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Is this Australia’s most undertrained technical job? 2 in 3 payroll managers admit they need more training

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Despite being responsible for putting payments into the accounts of millions of working Australians and interpreting legislation on pay and entitlements for each employee, a new survey has revealed that two thirds of payroll managers admit they lack all the knowledge expertise they need for their role.

The Australian Payroll Association – a leading network in payroll training, consulting and advisory – commissioned a survey of 601 payroll managers across the country’s big and small businesses and different industries to uncover how qualified and competent payroll managers felt performing their role.

The findings revealed that 67 per cent of payroll managers believed they need more training to help them interpret payroll legislation, awards, complex calculations and other technical aspects of their payroll responsibilities.

What else did the survey find out?

When asked if they felt that their current responsibilities required more knowledge than they currently have, one in two (50 per cent) agreed that was the case.

The majority of payroll managers (83 per cent) admitted that their responsibilities at work had grown and become more complex as a result of changes to awards and legislation. Despite this, 42 per cent of payroll managers confessed that the last time they had any kind of payroll training was more than two years ago.  

If they had to clarify a piece of legislation, 23 per cent stated that government departments couldn’t always be relied on to answer their questions.

New research from Payroll HQ, an Australian based managed payroll service provider, has found that just 10 per cent of operational payroll staff have a basic competency-based payroll qualification[1]. Shockingly, the data also found that one in three respondents were using payroll platforms that were developed prior to the very first iPhone which was released in 2007. 

Payroll managers in small businesses are least qualified

Payroll managers in small businesses were more likely to feel undertrained and underqualified. Eighty-six (86) per cent of those in small organisations (1-50 employees) admitted that they feel that they need more training compared with 64 per cent in medium-sized organisations (200-1000 employees) and 57 per cent in large organisations (5000-plus employees).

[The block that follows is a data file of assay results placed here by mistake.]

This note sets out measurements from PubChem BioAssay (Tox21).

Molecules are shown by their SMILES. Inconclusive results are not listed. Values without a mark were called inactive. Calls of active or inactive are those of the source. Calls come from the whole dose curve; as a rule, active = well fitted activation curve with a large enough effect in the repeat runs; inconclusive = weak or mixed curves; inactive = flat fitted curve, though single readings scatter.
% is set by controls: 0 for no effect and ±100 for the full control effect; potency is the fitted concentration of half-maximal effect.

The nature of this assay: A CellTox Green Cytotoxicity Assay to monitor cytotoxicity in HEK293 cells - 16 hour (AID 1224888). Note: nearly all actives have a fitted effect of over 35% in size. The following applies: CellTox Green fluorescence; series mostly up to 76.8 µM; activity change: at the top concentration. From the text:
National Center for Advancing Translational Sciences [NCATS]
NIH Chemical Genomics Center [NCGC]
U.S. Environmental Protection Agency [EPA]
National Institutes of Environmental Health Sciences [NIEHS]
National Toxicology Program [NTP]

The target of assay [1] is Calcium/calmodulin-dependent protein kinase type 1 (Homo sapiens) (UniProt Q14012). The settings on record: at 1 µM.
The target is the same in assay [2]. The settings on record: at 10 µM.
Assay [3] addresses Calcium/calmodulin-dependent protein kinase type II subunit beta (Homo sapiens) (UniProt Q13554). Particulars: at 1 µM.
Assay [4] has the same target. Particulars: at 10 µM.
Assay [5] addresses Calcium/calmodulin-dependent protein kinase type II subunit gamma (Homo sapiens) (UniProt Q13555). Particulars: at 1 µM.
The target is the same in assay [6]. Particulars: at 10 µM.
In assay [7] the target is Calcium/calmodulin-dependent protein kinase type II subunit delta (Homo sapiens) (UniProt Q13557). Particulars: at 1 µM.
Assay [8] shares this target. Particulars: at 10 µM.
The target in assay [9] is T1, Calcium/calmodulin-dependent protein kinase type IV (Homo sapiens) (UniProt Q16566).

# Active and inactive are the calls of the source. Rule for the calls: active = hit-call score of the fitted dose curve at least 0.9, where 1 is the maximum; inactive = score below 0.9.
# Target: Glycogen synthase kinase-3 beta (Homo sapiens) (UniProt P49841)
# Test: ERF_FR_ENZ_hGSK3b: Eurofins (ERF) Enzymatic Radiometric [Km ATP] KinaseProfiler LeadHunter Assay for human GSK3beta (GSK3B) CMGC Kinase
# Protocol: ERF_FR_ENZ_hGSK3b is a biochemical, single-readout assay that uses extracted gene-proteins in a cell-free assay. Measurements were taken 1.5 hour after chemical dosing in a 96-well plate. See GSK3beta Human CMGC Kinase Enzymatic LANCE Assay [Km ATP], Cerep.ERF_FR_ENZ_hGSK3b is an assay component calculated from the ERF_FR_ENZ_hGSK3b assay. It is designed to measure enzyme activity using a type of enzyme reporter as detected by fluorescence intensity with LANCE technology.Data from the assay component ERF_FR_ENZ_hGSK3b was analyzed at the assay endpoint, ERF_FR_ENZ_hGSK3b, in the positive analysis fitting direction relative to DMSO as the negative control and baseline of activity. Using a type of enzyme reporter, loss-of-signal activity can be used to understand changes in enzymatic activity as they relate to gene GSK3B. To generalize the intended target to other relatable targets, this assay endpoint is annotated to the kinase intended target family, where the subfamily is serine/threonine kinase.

By a similar token, 63 per cent of small organisations (1-50 employees) believe their current responsibilities require more knowledge than they currently have, compared with 44 per cent of medium-sized organisations (200-1000 employees) and 38 per cent of large organisations (5000-plus employees).

The manufacturing and financial services industries have the least qualified payroll managers

Eighty (80) per cent of payroll managers in the manufacturing industry and 77 per cent in the financial services industries believe they need more training to do their job. Likewise, 64 per cent in financial services and 68 per cent in manufacturing say their current responsibilities require more knowledge than they have.

These rates are higher than the rates in other industries: retail and eCommerce; education and training; building and construction; healthcare, disability and social services; professional scientific and technical services; and IT, energy, utilities and telecommunications.

Tracy Angwin, CEO of Australian Payroll Association, says: “It is concerning to learn that payroll professionals feel significantly underqualified and undertrained for their roles. Payroll is an intrinsic part of any organisation and needs to be conducted by qualified and well-trained professionals.”

“With employee payment legislation constantly changing, it is crucial for payroll managers to have the relevant qualifications and to keep updating their knowledge by attending training sessions regularly,” she added.

“Companies such as Australian Payroll Association offer online and in-person training sessions as well as formal payroll qualifications for payroll personnel to help them learn and understand both the legislative and technical aspects of their job.”

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